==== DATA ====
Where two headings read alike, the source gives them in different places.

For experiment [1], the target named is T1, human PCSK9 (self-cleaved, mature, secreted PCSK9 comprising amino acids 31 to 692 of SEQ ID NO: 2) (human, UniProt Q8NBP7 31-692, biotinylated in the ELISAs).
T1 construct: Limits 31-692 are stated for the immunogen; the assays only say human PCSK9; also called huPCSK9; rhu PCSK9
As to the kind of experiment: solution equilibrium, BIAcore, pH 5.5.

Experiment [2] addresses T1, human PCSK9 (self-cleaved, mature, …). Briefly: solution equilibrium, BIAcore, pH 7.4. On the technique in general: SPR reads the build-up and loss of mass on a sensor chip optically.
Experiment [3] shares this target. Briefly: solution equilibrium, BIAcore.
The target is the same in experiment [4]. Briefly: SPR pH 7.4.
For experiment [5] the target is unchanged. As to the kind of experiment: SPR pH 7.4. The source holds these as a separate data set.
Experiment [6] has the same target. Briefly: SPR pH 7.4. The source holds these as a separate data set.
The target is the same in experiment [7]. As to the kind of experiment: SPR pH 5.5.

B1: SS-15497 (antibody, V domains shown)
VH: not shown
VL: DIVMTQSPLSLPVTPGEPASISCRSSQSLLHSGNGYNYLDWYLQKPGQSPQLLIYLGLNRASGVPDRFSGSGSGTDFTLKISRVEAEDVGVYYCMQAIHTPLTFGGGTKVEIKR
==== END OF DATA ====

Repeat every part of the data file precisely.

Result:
Where two headings read alike, the source gives them in different places.

For experiment [1], the target named is T1, human PCSK9 (self-cleaved, mature, secreted PCSK9 comprising amino acids 31 to 692 of SEQ ID NO: 2) (human, UniProt Q8NBP7 31-692, biotinylated in the ELISAs).
T1 construct: Limits 31-692 are stated for the immunogen; the assays only say human PCSK9; also called huPCSK9; rhu PCSK9
As to the kind of experiment: solution equilibrium, BIAcore, pH 5.5.

Experiment [2] addresses T1, human PCSK9 (self-cleaved, mature, …). Briefly: solution equilibrium, BIAcore, pH 7.4. On the technique in general: SPR reads the build-up and loss of mass on a sensor chip optically.
Experiment [3] shares this target. Briefly: solution equilibrium, BIAcore.
The target is the same in experiment [4]. Briefly: SPR pH 7.4.
For experiment [5] the target is unchanged. As to the kind of experiment: SPR pH 7.4. The source holds these as a separate data set.
Experiment [6] has the same target. Briefly: SPR pH 7.4. The source holds these as a separate data set.
The target is the same in experiment [7]. As to the kind of experiment: SPR pH 5.5.

B1: SS-15497 (antibody, V domains shown)
VH: not shown
VL: DIVMTQSPLSLPVTPGEPASISCRSSQSLLHSGNGYNYLDWYLQKPGQSPQLLIYLGLNRASGVPDRFSGSGSGTDFTLKISRVEAEDVGVYYCMQAIHTPLTFGGGTKVEIKR